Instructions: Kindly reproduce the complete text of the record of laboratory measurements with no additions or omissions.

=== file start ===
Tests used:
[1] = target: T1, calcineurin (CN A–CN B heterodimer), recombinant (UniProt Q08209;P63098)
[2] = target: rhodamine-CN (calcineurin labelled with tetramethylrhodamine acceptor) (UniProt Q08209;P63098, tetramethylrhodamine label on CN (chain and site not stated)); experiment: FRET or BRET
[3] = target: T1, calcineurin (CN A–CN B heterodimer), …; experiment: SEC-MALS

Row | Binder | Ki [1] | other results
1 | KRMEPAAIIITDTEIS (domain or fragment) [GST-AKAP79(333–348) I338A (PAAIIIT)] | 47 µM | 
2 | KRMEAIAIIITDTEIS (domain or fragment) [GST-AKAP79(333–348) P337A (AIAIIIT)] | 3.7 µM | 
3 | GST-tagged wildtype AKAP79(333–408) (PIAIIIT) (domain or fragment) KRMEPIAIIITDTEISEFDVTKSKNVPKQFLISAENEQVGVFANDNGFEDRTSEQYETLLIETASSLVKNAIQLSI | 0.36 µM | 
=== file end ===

Tests used:
[1] = target: T1, calcineurin (CN A–CN B heterodimer), recombinant (UniProt Q08209;P63098)
[2] = target: rhodamine-CN (calcineurin labelled with tetramethylrhodamine acceptor) (UniProt Q08209;P63098, tetramethylrhodamine label on CN (chain and site not stated)); experiment: FRET or BRET
[3] = target: T1, calcineurin (CN A–CN B heterodimer), …; experiment: SEC-MALS

Row | Binder | Ki [1] | other results
1 | KRMEPAAIIITDTEIS (domain or fragment) [GST-AKAP79(333–348) I338A (PAAIIIT)] | 47 µM | 
2 | KRMEAIAIIITDTEIS (domain or fragment) [GST-AKAP79(333–348) P337A (AIAIIIT)] | 3.7 µM | 
3 | GST-tagged wildtype AKAP79(333–408) (PIAIIIT) (domain or fragment) KRMEPIAIIITDTEISEFDVTKSKNVPKQFLISAENEQVGVFANDNGFEDRTSEQYETLLIETASSLVKNAIQLSI | 0.36 µM | 